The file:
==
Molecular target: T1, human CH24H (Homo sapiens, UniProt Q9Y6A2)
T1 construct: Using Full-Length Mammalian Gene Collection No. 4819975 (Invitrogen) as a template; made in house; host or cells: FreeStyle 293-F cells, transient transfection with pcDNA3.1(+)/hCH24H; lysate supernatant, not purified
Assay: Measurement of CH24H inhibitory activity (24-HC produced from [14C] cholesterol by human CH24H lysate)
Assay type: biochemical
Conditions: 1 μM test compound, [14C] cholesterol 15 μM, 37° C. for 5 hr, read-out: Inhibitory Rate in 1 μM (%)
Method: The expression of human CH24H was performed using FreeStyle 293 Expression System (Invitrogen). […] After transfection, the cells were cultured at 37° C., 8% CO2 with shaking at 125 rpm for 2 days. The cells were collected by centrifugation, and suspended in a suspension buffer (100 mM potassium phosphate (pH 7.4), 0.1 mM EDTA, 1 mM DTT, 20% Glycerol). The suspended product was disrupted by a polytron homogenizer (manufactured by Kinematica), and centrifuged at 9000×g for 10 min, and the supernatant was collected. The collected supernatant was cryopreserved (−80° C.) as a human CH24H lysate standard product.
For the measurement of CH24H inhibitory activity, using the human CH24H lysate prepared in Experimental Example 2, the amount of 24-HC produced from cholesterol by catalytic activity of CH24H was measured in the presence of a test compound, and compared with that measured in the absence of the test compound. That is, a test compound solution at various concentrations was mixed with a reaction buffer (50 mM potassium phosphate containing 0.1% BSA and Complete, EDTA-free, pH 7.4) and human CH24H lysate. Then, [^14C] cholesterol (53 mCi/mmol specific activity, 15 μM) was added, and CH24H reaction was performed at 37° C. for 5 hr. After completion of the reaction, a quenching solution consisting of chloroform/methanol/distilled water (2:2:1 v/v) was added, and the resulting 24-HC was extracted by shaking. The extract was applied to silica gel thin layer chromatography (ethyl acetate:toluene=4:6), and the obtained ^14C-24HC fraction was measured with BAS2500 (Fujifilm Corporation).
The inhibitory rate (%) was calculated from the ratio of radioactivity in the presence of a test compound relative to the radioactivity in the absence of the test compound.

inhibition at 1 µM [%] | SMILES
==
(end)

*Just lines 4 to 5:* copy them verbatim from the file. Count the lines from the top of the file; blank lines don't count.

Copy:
Assay type: biochemical
Conditions: 1 μM test compound, [14C] cholesterol 15 μM, 37° C. for 5 hr, read-out: Inhibitory Rate in 1 μM (%)